Sharp Monica

An honest voice in Italian paradise.

Update from Italy: American Cultural Analysis

I seriously want to talk, among other things, about why Americans consume so much damn ice cream per capita.
Photo by Emile Mbunzama on Unsplash

I lost track some time ago of the countries I’ve traveled in. Countries I have lived in, 5. I peg languages learned just under 20. I am an inveterate lay anthropologist and armchair psychologist. I love going deep cover, trying on a new life, a new language, a new town or people. I don’t like to stand out. No limelight or attention for me. I specialize in observation and integration of information about people and cultures. I seek to understand. I want insight. Surprise me with evidence. This one characteristic alone is probably my most American trait. I am nosy as hell, and I love to be surprised and proven wrong. I also like to establish information via experiential knowledge. I think about culture a lot. I always have.

I’ll tell you now, one thing that America excels at, is being antsy. Impatient. Fraught. Intense. We think as a people that we can do anything, change anything. There’s fair little recognition of the current and tides of life that bear all people from their mother through a thousand-act play then to that dark night. Americans scarcely know the upturned hands of the mensch, the no hay remedio (what are you gonna do?) of Latin America. Original bands of Americans fled the calcified class system of England, and from the overcast pessimism of their forefathers vowed to revolt in a flurry of can-do activity.

Those are our roots – the original idea, I suppose, that girded those initial forays from western Europe to what they ignorantly called the New World. New to them. Not new at all to the thousands of locals. The arrival of Anglos to American shores upended the order of things and sowed grief on both sides. On the side of the indigenous people, the grief of invasion and loss – of life, of culture, of trust. Folkways vanished and families sundered. Tribal remnants placed on reservations. We did that. Grief begets grief.

Additional groups of people elected to move to America – in almost every case, pushed by factors in their homeland to seek a new, safer home. As is happening now, as has ever happened. Disease, famine, civil unrest, political disenfranchisement. In every decade, a group has turned to America and seen hope – maybe not a perfect life compared to where they came from, but a safer one. They left so much behind to come to a land where their presence also caused great grief to tribes. The grief of the immigrant, they call it. Grief causing grief. That cell memory, the epigenetic reminder of past trauma or pain, never processed, never aired, haunts every American. And if any American thinks they’ve escaped that burden of silent grief, the joke’s on them. If you’re American, you haven’t escaped it.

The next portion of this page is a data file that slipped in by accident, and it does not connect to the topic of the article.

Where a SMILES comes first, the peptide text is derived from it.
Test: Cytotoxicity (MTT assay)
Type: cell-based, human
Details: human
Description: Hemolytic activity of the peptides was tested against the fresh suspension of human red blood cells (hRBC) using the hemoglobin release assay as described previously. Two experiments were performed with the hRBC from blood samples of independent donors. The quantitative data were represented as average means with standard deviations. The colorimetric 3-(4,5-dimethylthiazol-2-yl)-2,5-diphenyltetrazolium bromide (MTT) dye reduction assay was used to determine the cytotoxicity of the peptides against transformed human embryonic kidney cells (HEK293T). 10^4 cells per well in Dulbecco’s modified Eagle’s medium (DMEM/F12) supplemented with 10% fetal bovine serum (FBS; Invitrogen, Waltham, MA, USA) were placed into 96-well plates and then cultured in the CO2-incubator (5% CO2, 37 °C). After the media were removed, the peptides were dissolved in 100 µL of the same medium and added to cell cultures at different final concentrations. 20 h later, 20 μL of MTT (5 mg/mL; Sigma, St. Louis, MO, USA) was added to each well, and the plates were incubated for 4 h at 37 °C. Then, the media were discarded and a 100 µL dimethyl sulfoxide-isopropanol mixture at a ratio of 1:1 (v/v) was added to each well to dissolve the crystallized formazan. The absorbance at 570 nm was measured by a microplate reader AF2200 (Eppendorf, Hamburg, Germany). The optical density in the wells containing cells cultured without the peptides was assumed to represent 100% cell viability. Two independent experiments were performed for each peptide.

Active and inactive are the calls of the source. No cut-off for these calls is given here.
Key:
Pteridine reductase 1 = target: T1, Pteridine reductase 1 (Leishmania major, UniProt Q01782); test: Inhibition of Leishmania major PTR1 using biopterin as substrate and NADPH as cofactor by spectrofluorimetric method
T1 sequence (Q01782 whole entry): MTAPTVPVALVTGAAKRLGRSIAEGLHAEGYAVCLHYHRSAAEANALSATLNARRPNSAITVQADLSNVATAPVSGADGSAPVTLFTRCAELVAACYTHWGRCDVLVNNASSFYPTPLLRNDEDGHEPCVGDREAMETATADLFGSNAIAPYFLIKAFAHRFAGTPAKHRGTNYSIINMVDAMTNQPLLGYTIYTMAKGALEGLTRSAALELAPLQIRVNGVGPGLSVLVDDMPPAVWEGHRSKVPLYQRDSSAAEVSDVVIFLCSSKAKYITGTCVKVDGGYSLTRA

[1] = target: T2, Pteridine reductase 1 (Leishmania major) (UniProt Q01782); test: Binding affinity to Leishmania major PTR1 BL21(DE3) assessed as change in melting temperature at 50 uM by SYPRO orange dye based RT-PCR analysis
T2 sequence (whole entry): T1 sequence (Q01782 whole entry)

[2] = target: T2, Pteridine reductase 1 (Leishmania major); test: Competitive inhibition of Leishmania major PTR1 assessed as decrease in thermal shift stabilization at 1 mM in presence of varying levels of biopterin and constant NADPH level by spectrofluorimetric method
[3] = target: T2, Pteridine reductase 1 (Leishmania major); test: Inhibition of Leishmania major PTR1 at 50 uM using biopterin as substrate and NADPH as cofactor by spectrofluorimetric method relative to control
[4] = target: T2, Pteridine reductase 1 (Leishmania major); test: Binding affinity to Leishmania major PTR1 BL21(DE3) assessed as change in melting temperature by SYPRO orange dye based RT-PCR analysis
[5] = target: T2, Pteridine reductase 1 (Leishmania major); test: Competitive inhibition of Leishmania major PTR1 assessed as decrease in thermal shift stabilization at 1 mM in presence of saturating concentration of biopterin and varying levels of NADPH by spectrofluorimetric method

Here is where my armchair psychology comes into play. Can we consider American culture to be specifically marked by an unprocessed grief? Might our collective compulsions and anxieties originate at a dimly remembered empty table, fleeing from home under cover of night, the memory of persecution? When we look at consumer culture, the literal and figurative appetites always gnawing at America, can we look with care and empathy to those generational wounds and try to heal them, rather than repeatedly engaging in the futile attempt to sate them? There won’t be enough petroleum, or ice cream, electricity or electronics, or guns, or military action to satisfy the American appetite. It’s rooted in a far deeper compulsion and hunger, fear and starvation. Those memories that murmur in base tones deep in the soul of every American are the ghosts recounting their stories, asking to be heard.

Those who cannot remember the past are condemned to repeat it. The most famous quote of Santayana, a Spanish immigrant to the U.S. who returned to Europe late in life, is getting new traction. Unfortunately, the human lifespan caps around eighty years, so it’s more an issue of learning than remembering. Those who do not learn the past are destined to stay on that painful treadmill of samsara, exhausted and endless. It’s not accident that America and Europe are repeating the tumultuous events of the 1930s and 1940s as we are losing the last wise old ones of that generation. The memory of the Second World War was our best safeguard to global peace in many ways, but now hardly anyone remembers those events personally, much less why people established the UN and NATO and UNESCO and the rest of it. Who needs peaceful bodies when you have social media? What could possibly go wrong?

So, friends. Ask. Learn. Try to meet these events with compassion. Just anger can be a part of that, but interrogate why we act the way we do, and how we all got to this place. Imagine reasons and premises that you have not seen before. This is all part of a much bigger picture.

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